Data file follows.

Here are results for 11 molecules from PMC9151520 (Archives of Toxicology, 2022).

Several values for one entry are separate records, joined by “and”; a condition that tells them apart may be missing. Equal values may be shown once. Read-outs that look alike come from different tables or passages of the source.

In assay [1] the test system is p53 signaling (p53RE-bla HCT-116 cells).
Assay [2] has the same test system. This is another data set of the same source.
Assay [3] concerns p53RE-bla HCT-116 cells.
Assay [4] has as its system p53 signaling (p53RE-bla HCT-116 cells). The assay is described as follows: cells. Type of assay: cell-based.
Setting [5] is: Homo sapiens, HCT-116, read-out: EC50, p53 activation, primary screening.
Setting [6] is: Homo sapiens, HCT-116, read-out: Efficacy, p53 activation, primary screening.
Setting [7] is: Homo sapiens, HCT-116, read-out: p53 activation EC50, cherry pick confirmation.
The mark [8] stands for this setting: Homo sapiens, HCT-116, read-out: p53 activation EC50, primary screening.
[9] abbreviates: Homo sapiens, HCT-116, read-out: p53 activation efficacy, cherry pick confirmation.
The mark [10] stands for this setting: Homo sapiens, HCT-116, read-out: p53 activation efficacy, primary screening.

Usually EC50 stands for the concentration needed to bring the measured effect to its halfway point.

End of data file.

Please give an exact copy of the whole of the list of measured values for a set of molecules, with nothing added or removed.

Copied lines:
Here are results for 11 molecules from PMC9151520 (Archives of Toxicology, 2022).

Several values for one entry are separate records, joined by “and”; a condition that tells them apart may be missing. Equal values may be shown once. Read-outs that look alike come from different tables or passages of the source.

In assay [1] the test system is p53 signaling (p53RE-bla HCT-116 cells).
Assay [2] has the same test system. This is another data set of the same source.
Assay [3] concerns p53RE-bla HCT-116 cells.
Assay [4] has as its system p53 signaling (p53RE-bla HCT-116 cells). The assay is described as follows: cells. Type of assay: cell-based.
Setting [5] is: Homo sapiens, HCT-116, read-out: EC50, p53 activation, primary screening.
Setting [6] is: Homo sapiens, HCT-116, read-out: Efficacy, p53 activation, primary screening.
Setting [7] is: Homo sapiens, HCT-116, read-out: p53 activation EC50, cherry pick confirmation.
The mark [8] stands for this setting: Homo sapiens, HCT-116, read-out: p53 activation EC50, primary screening.
[9] abbreviates: Homo sapiens, HCT-116, read-out: p53 activation efficacy, cherry pick confirmation.
The mark [10] stands for this setting: Homo sapiens, HCT-116, read-out: p53 activation efficacy, primary screening.

Usually EC50 stands for the concentration needed to bring the measured effect to its halfway point.